Fahrenheit 451 (1960)
Being modern: Happiness in red
The film Fahrenheit 451 (1966) is Francois Truffaut adaptation of Ray Bradbury’s science fiction novel of the same name. Published in 1953 as a reaction to the censorship and the thread of book burning in the United States during the McCarthy era, Bradbury wrote Fahrenheit 451: a dystopian society ruled by a totalitarian state in which citizens are controlled and desensitized through media (television and graphic comics with no words), prescription drugs, and modernity. Using visual semiotics, Francois Truffaut illustrates the tactics employed by the totalitarian state to exercise absolute control over the people in order to suppress dissent and achieve “equality”: TV screens become brainwashing machines that dominate everyday life, with shows that encourage compliance and news that forecast the consequences of disobedience. A vacuous modern life is cultivated in the cold, impersonal interiors, shown in the main character’s house, Guy Montag. The architecture is constructed as tessellations of clean lines, neutral colors and soberness that lock everybody into a system of conformity.
Firemen are both enforcers of the law and, simultaneously, controlled by the system by being objectified through branding: the firemen use of black uniforms labeled with the number 451 (the temperature in which books catch fire), and their own labeling with a number in their personal files (the number of their street address). Also, a loss of identity is evident in the ways in which series of head portraits, taken from the back, become the icon that stands for the essence of a person—as if their faces, like their souls, were erased.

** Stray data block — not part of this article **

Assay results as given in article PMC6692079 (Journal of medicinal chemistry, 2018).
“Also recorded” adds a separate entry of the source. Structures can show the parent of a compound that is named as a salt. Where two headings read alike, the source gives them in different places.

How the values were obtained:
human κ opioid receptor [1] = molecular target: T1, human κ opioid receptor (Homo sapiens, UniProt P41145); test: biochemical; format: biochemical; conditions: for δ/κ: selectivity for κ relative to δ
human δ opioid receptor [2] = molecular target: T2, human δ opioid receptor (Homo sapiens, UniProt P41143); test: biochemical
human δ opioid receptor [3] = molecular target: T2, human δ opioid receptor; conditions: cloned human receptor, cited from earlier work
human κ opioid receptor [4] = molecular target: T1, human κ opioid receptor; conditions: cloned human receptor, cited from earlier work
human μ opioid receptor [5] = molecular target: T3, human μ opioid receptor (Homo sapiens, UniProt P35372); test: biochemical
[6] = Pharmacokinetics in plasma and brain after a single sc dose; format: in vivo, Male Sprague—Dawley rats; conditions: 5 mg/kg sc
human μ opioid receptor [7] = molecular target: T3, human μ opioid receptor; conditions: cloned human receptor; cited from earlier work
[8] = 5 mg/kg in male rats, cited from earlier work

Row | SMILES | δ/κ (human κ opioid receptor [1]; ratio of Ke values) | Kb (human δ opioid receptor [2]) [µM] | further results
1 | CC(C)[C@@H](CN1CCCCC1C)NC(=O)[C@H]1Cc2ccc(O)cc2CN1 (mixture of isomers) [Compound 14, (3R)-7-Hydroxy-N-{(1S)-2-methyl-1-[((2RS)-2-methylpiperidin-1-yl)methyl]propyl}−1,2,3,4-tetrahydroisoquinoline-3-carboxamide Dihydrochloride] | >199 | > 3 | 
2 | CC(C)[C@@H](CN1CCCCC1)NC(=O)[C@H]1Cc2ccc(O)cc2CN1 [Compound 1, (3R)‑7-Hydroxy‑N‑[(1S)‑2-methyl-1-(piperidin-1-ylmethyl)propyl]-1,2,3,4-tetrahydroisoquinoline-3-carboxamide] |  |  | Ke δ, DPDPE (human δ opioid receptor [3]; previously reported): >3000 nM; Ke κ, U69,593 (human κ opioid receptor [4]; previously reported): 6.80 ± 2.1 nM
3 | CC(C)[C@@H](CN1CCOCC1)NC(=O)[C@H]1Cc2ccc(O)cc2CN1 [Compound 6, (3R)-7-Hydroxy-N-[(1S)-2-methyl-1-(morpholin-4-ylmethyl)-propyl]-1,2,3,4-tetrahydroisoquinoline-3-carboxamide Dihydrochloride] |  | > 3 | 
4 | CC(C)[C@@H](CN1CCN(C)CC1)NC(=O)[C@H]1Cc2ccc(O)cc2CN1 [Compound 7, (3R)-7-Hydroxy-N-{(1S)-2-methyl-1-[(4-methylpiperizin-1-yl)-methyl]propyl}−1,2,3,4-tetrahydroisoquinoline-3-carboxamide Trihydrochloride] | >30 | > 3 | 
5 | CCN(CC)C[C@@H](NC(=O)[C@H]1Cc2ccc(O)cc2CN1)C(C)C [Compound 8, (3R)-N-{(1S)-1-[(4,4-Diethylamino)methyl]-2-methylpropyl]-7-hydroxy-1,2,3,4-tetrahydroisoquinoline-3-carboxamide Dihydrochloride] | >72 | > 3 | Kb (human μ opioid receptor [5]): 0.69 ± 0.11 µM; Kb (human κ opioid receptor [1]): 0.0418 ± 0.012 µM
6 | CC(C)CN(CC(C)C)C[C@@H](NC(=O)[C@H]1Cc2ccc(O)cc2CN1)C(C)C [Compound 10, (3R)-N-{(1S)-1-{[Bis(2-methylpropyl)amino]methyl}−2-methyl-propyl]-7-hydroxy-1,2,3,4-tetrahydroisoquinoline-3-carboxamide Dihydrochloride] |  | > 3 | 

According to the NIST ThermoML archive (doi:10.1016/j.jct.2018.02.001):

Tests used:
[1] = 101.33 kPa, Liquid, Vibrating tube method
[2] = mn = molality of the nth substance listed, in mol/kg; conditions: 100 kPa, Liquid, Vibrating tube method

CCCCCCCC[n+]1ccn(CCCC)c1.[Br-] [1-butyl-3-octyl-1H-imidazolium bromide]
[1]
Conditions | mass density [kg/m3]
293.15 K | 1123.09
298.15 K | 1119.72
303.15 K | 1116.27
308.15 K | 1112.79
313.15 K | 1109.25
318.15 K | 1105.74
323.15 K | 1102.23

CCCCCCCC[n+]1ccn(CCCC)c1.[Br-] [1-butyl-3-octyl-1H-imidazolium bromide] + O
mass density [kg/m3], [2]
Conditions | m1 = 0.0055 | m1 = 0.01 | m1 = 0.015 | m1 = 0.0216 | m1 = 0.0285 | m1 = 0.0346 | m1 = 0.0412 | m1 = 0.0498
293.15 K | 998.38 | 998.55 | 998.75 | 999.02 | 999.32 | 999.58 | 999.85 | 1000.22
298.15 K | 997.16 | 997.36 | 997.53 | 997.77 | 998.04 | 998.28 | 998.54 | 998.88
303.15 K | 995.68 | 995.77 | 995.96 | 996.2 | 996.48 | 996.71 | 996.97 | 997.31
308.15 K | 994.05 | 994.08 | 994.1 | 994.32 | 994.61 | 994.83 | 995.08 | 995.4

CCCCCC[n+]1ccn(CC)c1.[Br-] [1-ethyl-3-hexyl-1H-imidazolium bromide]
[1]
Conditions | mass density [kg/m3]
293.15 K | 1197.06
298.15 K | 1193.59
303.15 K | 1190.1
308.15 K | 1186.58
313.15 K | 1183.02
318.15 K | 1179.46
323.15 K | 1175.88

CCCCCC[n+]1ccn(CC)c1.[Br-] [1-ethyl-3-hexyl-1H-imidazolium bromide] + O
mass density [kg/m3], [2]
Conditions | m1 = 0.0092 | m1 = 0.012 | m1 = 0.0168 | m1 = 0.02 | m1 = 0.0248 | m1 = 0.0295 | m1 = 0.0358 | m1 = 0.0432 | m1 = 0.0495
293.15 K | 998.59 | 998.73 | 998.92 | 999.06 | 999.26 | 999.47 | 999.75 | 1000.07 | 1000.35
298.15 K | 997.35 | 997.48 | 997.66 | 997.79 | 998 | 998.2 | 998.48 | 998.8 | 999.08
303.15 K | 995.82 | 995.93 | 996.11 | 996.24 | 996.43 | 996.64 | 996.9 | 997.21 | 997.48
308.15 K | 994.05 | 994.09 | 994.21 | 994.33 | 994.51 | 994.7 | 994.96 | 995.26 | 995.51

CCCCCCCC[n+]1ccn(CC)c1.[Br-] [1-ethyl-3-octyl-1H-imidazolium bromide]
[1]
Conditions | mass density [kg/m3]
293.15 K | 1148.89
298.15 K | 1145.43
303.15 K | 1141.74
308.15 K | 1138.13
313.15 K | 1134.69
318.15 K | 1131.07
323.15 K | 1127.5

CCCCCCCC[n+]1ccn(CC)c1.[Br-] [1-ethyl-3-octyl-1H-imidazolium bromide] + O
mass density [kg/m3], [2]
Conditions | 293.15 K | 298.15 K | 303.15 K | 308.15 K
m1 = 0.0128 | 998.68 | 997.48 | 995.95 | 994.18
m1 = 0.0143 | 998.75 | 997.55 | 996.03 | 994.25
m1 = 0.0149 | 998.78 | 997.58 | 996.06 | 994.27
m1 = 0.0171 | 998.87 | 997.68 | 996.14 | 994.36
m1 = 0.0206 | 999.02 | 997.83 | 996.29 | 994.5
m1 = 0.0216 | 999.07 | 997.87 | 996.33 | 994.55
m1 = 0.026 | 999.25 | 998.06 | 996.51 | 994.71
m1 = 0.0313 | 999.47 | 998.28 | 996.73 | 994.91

The totalitarian regime is represented by the color red, which symbolizes the Soviet Union Red Army—formally dissolved in 1946—and it is embodied by the firemen as the supreme authority, as an ubiquitous force that permeates every aspect of both private and public life; the red fire truck is like a dagger going through skin, red frames adorning a school hallway, and Montag wearing red pajamas in the privacy of his home. The red firetruck against the green landscape becomes an artificial object that forcefully penetrates nature as it penetrates people’s lives.
Montag, who is in charge of burning all the found books, goes through a transformation—a change of heart—when he meets a school professor who sparks his curiosity by asking him if he ever reads any of the books before burning them. In one of the inquiries he keeps a book, and then another one, and another one, until his house is full of them, hidden everywhere. Very quickly he is enchanted by the books and becomes an avid, or better said, a compulsive reader. His rebellion against the system is manifested in his inability to use the firehouse pole to go in and out of the building as if his body was in complete collusion with his mind.
Once Montag starts breaking the law by reading books, he wears a white robe on top of his red pajamas and reads extensively; he is no longer controlled by the systems, he is in control of his life. As the movie progresses, and Montag reads more books, the bathrobe also transforms, taking the shape of a monk’s robe. When Montag starts defying the law his sense of compliance, of following the rules, becomes damaged, as Truffaut illustrates in Montag’s inability to use the firehouse pole to go in and out.
Fahrenheit 451 is evidently a critique of modern society and the danger of censorship. The transition from oppression (city life) to freedom (natural scenario) gives the viewer a complete new palette of free-floating oral narratives filing up the realm of nature.